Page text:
Despite the successful foiling of an attack on a container ship passing through the Suez Canal on 1 September, the instability in Egypt and the wider region threatens traffic volumes through the waterway.

According to Suez authorities, the canal has so far been immune to the rising instability in Egypt seen since President Mohamed Mursi was ousted in early July and the subsequent clampdown on the Muslim Brotherhood. Daily traffic volumes even rose in the first half of August compared with the first half of the year.

Egypt’s political crisis has, however, already hit canal traffic. In January, there was a sharp decline in vessel numbers, which coincided with riots in the Port Said area. As confidence dwindled in Mursi, so too did the number of ships using the waterway, with numbers falling by 6 per cent in the first half of the year.

The prospect of a US strike on Syria could also negatively affect the canal. The Tamarod movement that spearheaded the anti-Mursi protests has called for the canal to be closed to Syria-bound warships. As a result of the Egyptian and Syrian crises, the canal risks being blockaded by various political groups.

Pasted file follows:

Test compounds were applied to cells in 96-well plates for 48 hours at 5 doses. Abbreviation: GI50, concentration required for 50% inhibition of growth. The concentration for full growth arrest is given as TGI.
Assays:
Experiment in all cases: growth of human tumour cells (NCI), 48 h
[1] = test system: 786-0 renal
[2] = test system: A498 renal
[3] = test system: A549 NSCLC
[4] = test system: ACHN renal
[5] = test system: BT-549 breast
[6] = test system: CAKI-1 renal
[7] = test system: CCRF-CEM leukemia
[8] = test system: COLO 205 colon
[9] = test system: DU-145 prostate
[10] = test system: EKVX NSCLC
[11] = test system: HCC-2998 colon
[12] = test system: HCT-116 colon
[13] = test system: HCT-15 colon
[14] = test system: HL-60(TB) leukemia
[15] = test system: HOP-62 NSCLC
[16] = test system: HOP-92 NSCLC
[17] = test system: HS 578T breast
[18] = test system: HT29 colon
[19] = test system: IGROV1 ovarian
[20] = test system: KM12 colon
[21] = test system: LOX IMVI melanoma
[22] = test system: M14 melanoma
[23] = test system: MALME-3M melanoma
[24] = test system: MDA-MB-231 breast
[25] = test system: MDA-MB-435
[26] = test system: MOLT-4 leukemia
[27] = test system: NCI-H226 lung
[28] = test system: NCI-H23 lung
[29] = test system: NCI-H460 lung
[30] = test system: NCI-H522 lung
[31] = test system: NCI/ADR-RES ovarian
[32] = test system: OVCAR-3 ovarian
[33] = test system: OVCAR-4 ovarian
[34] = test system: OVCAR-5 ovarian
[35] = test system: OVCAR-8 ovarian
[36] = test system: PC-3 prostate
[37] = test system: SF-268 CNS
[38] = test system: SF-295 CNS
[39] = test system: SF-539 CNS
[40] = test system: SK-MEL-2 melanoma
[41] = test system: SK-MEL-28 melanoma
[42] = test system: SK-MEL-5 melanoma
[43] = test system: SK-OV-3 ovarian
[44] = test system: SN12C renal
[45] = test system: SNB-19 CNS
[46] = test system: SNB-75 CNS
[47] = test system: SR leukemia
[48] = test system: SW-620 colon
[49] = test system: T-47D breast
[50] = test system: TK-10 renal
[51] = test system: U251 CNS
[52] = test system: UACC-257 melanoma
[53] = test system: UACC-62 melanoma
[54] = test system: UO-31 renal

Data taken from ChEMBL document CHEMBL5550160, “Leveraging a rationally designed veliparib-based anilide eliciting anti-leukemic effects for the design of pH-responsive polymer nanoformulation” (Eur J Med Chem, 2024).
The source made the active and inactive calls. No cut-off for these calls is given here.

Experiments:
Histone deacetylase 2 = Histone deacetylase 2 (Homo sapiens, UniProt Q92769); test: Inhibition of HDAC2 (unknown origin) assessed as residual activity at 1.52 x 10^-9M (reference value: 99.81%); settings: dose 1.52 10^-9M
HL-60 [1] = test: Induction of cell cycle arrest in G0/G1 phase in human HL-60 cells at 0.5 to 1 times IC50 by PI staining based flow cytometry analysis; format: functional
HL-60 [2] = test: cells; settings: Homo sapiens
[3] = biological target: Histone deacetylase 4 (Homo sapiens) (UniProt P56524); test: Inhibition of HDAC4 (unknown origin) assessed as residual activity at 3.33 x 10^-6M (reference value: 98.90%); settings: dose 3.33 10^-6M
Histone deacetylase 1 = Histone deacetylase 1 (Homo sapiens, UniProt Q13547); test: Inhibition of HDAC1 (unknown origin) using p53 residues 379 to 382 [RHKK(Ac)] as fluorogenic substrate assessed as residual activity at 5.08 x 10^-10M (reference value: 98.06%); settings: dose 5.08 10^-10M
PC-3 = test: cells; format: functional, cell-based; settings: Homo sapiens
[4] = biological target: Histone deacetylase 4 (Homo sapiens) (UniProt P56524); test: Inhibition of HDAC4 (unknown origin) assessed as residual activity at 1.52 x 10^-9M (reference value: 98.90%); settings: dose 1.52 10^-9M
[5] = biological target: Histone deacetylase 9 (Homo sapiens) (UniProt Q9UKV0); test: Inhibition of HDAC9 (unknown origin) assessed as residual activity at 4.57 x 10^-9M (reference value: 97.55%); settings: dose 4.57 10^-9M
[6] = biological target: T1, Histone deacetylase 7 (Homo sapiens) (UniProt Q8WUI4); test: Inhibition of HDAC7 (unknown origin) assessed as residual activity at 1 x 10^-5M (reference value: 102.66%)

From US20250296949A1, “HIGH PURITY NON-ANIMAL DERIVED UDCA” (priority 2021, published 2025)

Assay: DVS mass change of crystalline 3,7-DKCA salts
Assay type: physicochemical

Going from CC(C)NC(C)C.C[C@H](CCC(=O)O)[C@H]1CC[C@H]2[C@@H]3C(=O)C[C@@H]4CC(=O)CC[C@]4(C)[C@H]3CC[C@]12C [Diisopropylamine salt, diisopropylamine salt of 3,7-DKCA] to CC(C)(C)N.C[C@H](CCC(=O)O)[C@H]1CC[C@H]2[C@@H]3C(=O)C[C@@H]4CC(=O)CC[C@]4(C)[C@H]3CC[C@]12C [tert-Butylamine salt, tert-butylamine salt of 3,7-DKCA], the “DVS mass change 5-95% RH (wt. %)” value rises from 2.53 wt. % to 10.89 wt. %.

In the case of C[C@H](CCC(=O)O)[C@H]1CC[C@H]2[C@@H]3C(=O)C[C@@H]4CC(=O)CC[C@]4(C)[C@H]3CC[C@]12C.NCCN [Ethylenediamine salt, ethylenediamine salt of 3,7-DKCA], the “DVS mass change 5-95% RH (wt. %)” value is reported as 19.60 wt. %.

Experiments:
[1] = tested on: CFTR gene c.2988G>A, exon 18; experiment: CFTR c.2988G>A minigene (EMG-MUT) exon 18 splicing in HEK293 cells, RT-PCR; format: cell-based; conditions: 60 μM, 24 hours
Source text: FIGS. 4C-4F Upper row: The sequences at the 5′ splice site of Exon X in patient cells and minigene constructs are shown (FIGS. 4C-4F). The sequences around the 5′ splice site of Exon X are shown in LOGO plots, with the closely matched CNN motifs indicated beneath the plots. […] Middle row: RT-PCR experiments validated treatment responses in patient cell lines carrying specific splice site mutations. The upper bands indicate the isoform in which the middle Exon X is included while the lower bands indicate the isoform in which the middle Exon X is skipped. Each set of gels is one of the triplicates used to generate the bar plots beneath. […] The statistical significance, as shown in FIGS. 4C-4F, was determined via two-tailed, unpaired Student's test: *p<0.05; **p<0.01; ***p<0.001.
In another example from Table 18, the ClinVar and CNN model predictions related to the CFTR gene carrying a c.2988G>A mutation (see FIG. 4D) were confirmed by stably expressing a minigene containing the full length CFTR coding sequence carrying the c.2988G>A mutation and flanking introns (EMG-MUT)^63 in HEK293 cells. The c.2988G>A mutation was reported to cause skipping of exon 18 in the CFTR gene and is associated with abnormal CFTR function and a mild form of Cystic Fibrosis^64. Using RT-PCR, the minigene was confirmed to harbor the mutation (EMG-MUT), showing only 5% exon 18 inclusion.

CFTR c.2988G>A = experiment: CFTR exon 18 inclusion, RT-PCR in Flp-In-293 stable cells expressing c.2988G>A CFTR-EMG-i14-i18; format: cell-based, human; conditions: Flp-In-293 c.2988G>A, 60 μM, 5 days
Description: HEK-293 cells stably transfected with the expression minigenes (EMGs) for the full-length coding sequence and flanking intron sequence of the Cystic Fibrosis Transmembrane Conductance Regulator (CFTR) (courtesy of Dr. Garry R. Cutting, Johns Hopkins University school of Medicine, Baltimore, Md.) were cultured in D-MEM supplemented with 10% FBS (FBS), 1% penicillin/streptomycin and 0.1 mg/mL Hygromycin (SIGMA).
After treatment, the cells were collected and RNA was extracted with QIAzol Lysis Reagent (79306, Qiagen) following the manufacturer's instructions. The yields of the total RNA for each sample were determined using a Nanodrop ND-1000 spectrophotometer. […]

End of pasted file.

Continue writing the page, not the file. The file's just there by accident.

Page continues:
These factors could make shipping firms consider transiting via the Cape of Good Hope instead, which would cut off a vital source of foreign exchange from Egypt’s economy.

Despite the claims by the authorities, the Suez Canal is far from immune to wider political problems in Egypt and beyond.